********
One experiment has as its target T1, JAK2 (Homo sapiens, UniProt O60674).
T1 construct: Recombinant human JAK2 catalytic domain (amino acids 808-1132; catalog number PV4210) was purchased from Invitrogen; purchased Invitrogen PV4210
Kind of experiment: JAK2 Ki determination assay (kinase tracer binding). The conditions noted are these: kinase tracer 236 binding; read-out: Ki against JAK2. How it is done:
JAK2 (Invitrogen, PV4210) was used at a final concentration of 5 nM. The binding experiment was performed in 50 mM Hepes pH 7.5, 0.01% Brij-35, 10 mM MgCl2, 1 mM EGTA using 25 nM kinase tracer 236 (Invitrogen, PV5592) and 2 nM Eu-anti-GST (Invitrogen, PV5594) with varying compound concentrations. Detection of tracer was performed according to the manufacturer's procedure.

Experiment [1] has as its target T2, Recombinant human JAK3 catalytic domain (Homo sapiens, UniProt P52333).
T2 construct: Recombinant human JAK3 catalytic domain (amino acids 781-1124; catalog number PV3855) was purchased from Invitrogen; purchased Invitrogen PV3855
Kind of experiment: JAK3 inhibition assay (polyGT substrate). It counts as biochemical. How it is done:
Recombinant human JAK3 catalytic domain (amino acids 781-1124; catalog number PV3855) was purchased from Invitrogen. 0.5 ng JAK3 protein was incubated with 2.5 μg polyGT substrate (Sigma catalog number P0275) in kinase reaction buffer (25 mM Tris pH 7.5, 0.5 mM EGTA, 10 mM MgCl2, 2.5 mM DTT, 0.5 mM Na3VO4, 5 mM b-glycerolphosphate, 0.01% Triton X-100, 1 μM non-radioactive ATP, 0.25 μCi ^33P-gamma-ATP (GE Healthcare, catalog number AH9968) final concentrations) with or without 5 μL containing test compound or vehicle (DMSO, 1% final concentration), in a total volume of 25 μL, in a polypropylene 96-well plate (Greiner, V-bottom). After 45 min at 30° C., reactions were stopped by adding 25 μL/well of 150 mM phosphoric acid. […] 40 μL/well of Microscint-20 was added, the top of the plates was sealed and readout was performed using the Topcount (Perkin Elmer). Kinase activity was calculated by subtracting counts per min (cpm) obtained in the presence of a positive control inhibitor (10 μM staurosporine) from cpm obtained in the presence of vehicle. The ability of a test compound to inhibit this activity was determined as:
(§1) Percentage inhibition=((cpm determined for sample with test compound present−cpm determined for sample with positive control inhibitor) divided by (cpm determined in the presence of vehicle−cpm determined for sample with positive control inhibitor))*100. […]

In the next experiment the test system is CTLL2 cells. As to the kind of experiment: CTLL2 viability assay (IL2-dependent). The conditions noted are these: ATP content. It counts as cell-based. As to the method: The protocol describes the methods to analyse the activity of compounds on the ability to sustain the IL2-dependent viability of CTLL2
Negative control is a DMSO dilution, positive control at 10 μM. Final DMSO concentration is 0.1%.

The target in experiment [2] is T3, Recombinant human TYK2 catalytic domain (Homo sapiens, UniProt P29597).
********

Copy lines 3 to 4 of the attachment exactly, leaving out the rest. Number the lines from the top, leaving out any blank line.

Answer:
Kind of experiment: JAK2 Ki determination assay (kinase tracer binding). The conditions noted are these: kinase tracer 236 binding; read-out: Ki against JAK2. How it is done:
JAK2 (Invitrogen, PV4210) was used at a final concentration of 5 nM. The binding experiment was performed in 50 mM Hepes pH 7.5, 0.01% Brij-35, 10 mM MgCl2, 1 mM EGTA using 25 nM kinase tracer 236 (Invitrogen, PV5592) and 2 nM Eu-anti-GST (Invitrogen, PV5594) with varying compound concentrations. Detection of tracer was performed according to the manufacturer's procedure.